Sneaker Pimps, Bloodsport, released 22 January 2002. The third SP record kind of came and went before anyone noticed (and for the most part was ignored by the US, considering their second record, 1999’s Splinter, didn’t even get released there), but it’s actually a really solid record. They’ve already moved on from their echoey trip-hop sound of 1996’s Becoming X (and dropped former singer Kelli Ali) and become more trippy alternative. They would break up in the next year with lead singer Chris Corner starting IAMX, but in late 2021 they surprised everyone (including me!) by releasing a new album entitled Squaring the Circle.

Violet Indiana, Casino, released 22 January 2002. This was a short-lived but lovely-sounding duo featuring Robin Guthrie (ex-Cocteau Twins) and Siobhan de Maré (ex-Mono, the UK one that did “Life in Mono”), and their brief output of only a few albums and singles provided a lovely backdrop of chanteuse-like balladry and dreamlike pop.

Cornelius, Point, released in the US on 22 January 2002. I know I’ve posted this video many times in the past, and mentioned this record as well, and it’s one of my favorites of this era. This was the Japanese musician’s fourth record but his second readily available in the US, and it’s a wonderful record brimming over with wonderful creativity. It’s an album you should listen to with headphones to get the full stereo experience. This was the first 2002 CD that I had on constant rotation during my Belfry writing sessions.

The Anniversary, Your Majesty, released 22 January 2002. Another example of getting into a band just as they release their last record? Perhaps so, but this was a great indie rock record that reminds me of The New Pornographers. A bit odd but extremely melodic and fun.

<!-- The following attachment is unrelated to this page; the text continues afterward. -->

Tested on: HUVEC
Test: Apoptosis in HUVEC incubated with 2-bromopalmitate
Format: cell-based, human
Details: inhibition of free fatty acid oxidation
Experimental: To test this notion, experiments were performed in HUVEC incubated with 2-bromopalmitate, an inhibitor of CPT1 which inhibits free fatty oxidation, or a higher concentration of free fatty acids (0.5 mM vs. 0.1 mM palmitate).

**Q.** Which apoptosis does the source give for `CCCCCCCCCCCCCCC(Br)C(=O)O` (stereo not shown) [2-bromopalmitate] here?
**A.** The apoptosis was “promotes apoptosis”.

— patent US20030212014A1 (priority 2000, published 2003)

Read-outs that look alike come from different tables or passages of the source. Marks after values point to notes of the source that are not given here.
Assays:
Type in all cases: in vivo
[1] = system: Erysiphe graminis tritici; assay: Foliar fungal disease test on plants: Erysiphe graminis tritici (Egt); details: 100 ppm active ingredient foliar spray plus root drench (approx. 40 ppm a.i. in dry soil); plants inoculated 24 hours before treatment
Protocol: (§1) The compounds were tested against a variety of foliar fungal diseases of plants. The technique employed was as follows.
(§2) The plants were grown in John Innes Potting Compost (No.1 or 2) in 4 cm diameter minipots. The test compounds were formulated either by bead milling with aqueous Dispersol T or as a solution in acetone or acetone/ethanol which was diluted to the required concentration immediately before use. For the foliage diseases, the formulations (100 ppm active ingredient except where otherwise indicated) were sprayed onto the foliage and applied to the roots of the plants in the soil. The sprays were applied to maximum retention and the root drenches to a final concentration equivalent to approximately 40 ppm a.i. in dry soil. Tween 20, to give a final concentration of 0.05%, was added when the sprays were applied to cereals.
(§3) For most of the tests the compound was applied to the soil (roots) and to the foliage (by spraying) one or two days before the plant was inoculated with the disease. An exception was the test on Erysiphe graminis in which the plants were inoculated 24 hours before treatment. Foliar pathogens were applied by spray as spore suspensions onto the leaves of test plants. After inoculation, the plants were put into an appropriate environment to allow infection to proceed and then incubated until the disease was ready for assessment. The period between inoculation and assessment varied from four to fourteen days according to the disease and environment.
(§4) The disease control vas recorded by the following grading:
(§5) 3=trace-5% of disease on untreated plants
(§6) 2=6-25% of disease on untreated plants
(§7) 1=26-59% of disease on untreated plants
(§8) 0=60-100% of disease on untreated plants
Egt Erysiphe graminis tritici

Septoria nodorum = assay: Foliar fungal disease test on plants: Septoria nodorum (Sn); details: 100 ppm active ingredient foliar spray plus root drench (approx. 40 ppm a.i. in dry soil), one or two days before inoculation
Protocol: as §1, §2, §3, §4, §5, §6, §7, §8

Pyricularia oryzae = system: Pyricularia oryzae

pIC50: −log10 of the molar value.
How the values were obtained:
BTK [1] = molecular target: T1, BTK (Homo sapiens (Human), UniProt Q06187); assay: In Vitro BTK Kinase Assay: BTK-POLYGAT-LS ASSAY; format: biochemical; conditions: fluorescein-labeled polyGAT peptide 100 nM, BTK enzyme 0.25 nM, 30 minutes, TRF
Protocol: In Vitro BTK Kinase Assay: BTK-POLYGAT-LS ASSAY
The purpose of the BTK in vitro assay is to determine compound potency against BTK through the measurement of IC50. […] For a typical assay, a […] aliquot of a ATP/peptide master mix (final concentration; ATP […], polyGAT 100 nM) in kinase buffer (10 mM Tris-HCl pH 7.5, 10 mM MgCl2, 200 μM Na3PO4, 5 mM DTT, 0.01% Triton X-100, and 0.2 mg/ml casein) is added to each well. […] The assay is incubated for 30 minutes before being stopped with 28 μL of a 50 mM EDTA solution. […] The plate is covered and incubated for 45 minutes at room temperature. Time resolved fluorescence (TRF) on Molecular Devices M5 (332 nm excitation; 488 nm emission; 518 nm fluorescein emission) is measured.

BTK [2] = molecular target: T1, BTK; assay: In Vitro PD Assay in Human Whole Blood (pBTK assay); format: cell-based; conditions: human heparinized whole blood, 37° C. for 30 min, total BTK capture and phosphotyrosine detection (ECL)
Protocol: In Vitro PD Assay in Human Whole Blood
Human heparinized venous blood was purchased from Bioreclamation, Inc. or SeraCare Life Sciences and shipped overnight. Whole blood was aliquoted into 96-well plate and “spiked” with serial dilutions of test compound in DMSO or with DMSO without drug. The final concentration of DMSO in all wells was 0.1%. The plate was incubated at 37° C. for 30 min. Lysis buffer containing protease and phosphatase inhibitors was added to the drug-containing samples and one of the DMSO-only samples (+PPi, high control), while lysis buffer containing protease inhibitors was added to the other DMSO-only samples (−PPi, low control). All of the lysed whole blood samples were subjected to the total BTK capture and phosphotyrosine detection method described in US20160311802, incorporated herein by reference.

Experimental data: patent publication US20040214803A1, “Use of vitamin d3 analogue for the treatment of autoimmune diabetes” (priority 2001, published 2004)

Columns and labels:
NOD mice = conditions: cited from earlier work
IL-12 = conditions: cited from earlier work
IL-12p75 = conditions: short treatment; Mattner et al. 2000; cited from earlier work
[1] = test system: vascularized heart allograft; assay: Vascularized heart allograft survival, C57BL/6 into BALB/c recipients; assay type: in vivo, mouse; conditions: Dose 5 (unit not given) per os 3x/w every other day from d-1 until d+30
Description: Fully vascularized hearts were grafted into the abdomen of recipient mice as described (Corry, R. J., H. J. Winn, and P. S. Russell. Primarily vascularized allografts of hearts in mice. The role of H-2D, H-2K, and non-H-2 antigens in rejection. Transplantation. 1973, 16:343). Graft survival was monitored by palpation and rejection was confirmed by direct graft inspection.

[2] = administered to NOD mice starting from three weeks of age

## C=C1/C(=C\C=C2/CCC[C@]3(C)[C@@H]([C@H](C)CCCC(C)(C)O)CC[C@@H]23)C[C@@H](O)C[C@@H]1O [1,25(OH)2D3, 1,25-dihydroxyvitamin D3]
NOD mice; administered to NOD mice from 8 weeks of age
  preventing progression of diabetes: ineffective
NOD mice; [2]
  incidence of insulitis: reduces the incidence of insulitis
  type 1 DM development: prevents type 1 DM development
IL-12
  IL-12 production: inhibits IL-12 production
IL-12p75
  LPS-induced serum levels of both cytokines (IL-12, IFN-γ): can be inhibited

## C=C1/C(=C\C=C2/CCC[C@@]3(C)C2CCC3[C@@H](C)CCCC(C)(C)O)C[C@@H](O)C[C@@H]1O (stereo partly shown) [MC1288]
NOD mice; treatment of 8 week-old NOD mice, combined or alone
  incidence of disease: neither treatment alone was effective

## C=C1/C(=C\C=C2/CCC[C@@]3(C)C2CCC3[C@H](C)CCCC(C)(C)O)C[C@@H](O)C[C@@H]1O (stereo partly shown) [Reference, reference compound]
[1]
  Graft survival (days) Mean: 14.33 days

Various Artists, The Mothman Prophecies soundtrack, released 25 January 2002. Say what you will, I really enjoyed the spooky Richard Gere monster-conspiracy flick, and unsettling tomandandy score is quite an interesting listen. Low provides the end-credits track “Half Light” that fits the movie’s creepiness perfectly. [tomandandy even borrowed their track “Not That Kind of Girl” from 2001’s Things We Lost in the Fire for a recurring theme.]

Chemical Brothers, Come With Us, released 28 January 2002. I don’t think this band has ever quite topped the success of 1997’s Dig Your Own Hole, but that doesn’t really matter when your output is so consistent and consistently creative and clever. This record felt more like a kicking-back, groove-in-your-own-head sort of album and it’s enjoyable from start to finish.

*

Next up on TYO: February 2002!

The Official Eden Cycle Soundtrack

Or: Albums Wot I Listened to Incessantly While Writing the Trilogy in the Belfry, 1996-2004. It’s by no means a complete list, as I’ve left out a ton of albums that didn’t get nearly as much play but may have shown up in heavy rotation for a shorter time. I also didn’t list the albums that popped up during the revision years, which would probably be another long list in itself.

I’ve put them in semi-chronological order of release. These are still some of my favorite albums; I would highly suggest checking many of them out, perhaps finding a copy or two for your collection if you don’t have them already. It’s a wide mix; there’s electronica, alternative metal, alternative rock, and even a classical album or two. A lot of these albums still pop up on rotation when I’m working.

To be honest, it does feel kind of odd to finally be listening to a different style of music for my latest project. [Meet the Lidwells! is full of power-pop goodness, so there’s a lot of Matthew Sweet and Fountains of Wayne involved, and a lot of listening to The Power Pop Show on KSCU.]  But I highly doubt I’ll stop listening to Fantastic Planet or Sea Change any time soon…